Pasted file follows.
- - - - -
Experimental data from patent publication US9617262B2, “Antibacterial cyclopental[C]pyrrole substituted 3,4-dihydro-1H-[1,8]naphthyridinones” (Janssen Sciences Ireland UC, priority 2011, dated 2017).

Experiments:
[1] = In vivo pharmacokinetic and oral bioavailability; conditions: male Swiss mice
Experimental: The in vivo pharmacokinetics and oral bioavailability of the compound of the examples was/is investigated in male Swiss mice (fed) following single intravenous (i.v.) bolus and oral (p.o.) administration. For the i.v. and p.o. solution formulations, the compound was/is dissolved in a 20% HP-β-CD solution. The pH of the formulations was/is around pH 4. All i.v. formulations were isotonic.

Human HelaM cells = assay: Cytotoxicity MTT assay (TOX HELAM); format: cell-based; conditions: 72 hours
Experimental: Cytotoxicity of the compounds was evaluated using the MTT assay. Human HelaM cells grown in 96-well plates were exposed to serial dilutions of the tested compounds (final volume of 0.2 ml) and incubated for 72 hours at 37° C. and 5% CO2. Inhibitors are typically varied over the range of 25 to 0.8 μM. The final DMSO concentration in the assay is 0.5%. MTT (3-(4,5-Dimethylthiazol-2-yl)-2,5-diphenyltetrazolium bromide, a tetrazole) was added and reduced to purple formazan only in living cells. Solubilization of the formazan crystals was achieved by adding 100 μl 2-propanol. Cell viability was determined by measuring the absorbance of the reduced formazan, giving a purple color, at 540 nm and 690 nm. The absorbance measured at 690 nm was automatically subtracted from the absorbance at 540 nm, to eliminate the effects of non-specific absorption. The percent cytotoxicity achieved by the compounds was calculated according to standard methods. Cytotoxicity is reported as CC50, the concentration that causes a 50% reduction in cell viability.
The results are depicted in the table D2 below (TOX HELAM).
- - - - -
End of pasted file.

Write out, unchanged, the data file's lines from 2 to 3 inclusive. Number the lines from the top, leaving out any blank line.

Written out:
Experiments:
[1] = In vivo pharmacokinetic and oral bioavailability; conditions: male Swiss mice